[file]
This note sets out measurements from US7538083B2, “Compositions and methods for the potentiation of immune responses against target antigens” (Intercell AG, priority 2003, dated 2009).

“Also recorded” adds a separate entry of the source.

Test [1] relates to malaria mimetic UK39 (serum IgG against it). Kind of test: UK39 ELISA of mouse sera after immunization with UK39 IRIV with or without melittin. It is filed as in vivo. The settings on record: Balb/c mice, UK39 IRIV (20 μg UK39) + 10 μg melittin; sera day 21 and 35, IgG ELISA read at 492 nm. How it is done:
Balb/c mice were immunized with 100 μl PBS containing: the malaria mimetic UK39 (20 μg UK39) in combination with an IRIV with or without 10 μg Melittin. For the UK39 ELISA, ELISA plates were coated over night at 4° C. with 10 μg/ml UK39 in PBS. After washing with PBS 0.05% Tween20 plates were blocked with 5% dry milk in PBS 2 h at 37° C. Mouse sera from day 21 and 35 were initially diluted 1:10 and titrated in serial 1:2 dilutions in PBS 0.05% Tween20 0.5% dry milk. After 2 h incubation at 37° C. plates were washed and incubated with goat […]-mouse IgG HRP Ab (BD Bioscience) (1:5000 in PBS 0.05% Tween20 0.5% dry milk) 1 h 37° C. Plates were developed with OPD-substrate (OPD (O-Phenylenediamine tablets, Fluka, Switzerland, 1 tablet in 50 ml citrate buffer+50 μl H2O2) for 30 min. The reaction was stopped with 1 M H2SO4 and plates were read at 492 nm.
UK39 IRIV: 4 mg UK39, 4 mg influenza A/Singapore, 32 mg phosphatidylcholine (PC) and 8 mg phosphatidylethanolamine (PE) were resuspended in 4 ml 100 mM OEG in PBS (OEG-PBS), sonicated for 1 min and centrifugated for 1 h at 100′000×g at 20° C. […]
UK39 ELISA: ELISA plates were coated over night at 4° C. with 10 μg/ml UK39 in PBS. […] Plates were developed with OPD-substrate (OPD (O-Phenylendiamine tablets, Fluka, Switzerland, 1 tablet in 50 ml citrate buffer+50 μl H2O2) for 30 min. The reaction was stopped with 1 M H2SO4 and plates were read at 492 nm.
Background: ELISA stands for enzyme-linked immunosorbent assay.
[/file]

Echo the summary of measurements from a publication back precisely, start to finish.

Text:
This note sets out measurements from US7538083B2, “Compositions and methods for the potentiation of immune responses against target antigens” (Intercell AG, priority 2003, dated 2009).

“Also recorded” adds a separate entry of the source.

Test [1] relates to malaria mimetic UK39 (serum IgG against it). Kind of test: UK39 ELISA of mouse sera after immunization with UK39 IRIV with or without melittin. It is filed as in vivo. The settings on record: Balb/c mice, UK39 IRIV (20 μg UK39) + 10 μg melittin; sera day 21 and 35, IgG ELISA read at 492 nm. How it is done:
Balb/c mice were immunized with 100 μl PBS containing: the malaria mimetic UK39 (20 μg UK39) in combination with an IRIV with or without 10 μg Melittin. For the UK39 ELISA, ELISA plates were coated over night at 4° C. with 10 μg/ml UK39 in PBS. After washing with PBS 0.05% Tween20 plates were blocked with 5% dry milk in PBS 2 h at 37° C. Mouse sera from day 21 and 35 were initially diluted 1:10 and titrated in serial 1:2 dilutions in PBS 0.05% Tween20 0.5% dry milk. After 2 h incubation at 37° C. plates were washed and incubated with goat […]-mouse IgG HRP Ab (BD Bioscience) (1:5000 in PBS 0.05% Tween20 0.5% dry milk) 1 h 37° C. Plates were developed with OPD-substrate (OPD (O-Phenylenediamine tablets, Fluka, Switzerland, 1 tablet in 50 ml citrate buffer+50 μl H2O2) for 30 min. The reaction was stopped with 1 M H2SO4 and plates were read at 492 nm.
UK39 IRIV: 4 mg UK39, 4 mg influenza A/Singapore, 32 mg phosphatidylcholine (PC) and 8 mg phosphatidylethanolamine (PE) were resuspended in 4 ml 100 mM OEG in PBS (OEG-PBS), sonicated for 1 min and centrifugated for 1 h at 100′000×g at 20° C. […]
UK39 ELISA: ELISA plates were coated over night at 4° C. with 10 μg/ml UK39 in PBS. […] Plates were developed with OPD-substrate (OPD (O-Phenylendiamine tablets, Fluka, Switzerland, 1 tablet in 50 ml citrate buffer+50 μl H2O2) for 30 min. The reaction was stopped with 1 M H2SO4 and plates were read at 492 nm.
Background: ELISA stands for enzyme-linked immunosorbent assay.